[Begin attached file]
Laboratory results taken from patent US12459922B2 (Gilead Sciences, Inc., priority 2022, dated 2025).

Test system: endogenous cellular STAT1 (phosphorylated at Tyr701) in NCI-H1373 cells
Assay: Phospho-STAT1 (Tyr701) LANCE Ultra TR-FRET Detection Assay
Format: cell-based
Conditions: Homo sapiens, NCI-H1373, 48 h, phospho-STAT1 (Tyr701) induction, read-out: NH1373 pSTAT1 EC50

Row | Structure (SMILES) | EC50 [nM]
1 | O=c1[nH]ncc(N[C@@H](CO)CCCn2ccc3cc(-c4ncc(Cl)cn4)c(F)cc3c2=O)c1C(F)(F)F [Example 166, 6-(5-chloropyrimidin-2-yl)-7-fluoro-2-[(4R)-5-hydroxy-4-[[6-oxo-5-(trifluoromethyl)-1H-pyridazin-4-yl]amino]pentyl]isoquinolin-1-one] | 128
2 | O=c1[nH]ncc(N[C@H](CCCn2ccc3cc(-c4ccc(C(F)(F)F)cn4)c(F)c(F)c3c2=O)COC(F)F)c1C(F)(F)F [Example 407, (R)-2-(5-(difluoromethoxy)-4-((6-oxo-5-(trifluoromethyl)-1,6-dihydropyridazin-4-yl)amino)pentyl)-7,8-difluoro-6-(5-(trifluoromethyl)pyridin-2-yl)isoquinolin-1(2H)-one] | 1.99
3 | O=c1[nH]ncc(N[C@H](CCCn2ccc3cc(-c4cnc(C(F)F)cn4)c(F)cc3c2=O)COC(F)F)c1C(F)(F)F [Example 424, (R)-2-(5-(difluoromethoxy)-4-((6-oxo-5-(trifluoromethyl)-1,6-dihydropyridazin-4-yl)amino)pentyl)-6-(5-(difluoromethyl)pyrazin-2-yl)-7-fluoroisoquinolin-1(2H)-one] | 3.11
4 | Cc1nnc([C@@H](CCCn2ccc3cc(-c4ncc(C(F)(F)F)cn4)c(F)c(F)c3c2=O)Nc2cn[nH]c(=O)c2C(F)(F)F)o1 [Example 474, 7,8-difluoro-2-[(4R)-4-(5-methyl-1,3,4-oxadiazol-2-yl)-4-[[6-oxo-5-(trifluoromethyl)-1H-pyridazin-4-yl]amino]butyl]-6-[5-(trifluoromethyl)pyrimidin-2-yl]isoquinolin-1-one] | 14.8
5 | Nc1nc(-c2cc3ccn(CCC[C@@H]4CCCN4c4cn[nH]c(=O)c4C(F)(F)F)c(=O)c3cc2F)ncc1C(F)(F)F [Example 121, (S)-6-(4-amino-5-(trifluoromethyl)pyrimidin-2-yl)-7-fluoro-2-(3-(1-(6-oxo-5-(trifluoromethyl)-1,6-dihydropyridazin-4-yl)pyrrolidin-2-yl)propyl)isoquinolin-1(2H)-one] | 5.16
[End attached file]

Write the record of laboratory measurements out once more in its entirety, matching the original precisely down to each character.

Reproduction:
Laboratory results taken from patent US12459922B2 (Gilead Sciences, Inc., priority 2022, dated 2025).

Test system: endogenous cellular STAT1 (phosphorylated at Tyr701) in NCI-H1373 cells
Assay: Phospho-STAT1 (Tyr701) LANCE Ultra TR-FRET Detection Assay
Format: cell-based
Conditions: Homo sapiens, NCI-H1373, 48 h, phospho-STAT1 (Tyr701) induction, read-out: NH1373 pSTAT1 EC50

Row | Structure (SMILES) | EC50 [nM]
1 | O=c1[nH]ncc(N[C@@H](CO)CCCn2ccc3cc(-c4ncc(Cl)cn4)c(F)cc3c2=O)c1C(F)(F)F [Example 166, 6-(5-chloropyrimidin-2-yl)-7-fluoro-2-[(4R)-5-hydroxy-4-[[6-oxo-5-(trifluoromethyl)-1H-pyridazin-4-yl]amino]pentyl]isoquinolin-1-one] | 128
2 | O=c1[nH]ncc(N[C@H](CCCn2ccc3cc(-c4ccc(C(F)(F)F)cn4)c(F)c(F)c3c2=O)COC(F)F)c1C(F)(F)F [Example 407, (R)-2-(5-(difluoromethoxy)-4-((6-oxo-5-(trifluoromethyl)-1,6-dihydropyridazin-4-yl)amino)pentyl)-7,8-difluoro-6-(5-(trifluoromethyl)pyridin-2-yl)isoquinolin-1(2H)-one] | 1.99
3 | O=c1[nH]ncc(N[C@H](CCCn2ccc3cc(-c4cnc(C(F)F)cn4)c(F)cc3c2=O)COC(F)F)c1C(F)(F)F [Example 424, (R)-2-(5-(difluoromethoxy)-4-((6-oxo-5-(trifluoromethyl)-1,6-dihydropyridazin-4-yl)amino)pentyl)-6-(5-(difluoromethyl)pyrazin-2-yl)-7-fluoroisoquinolin-1(2H)-one] | 3.11
4 | Cc1nnc([C@@H](CCCn2ccc3cc(-c4ncc(C(F)(F)F)cn4)c(F)c(F)c3c2=O)Nc2cn[nH]c(=O)c2C(F)(F)F)o1 [Example 474, 7,8-difluoro-2-[(4R)-4-(5-methyl-1,3,4-oxadiazol-2-yl)-4-[[6-oxo-5-(trifluoromethyl)-1H-pyridazin-4-yl]amino]butyl]-6-[5-(trifluoromethyl)pyrimidin-2-yl]isoquinolin-1-one] | 14.8
5 | Nc1nc(-c2cc3ccn(CCC[C@@H]4CCCN4c4cn[nH]c(=O)c4C(F)(F)F)c(=O)c3cc2F)ncc1C(F)(F)F [Example 121, (S)-6-(4-amino-5-(trifluoromethyl)pyrimidin-2-yl)-7-fluoro-2-(3-(1-(6-oxo-5-(trifluoromethyl)-1,6-dihydropyridazin-4-yl)pyrrolidin-2-yl)propyl)isoquinolin-1(2H)-one] | 5.16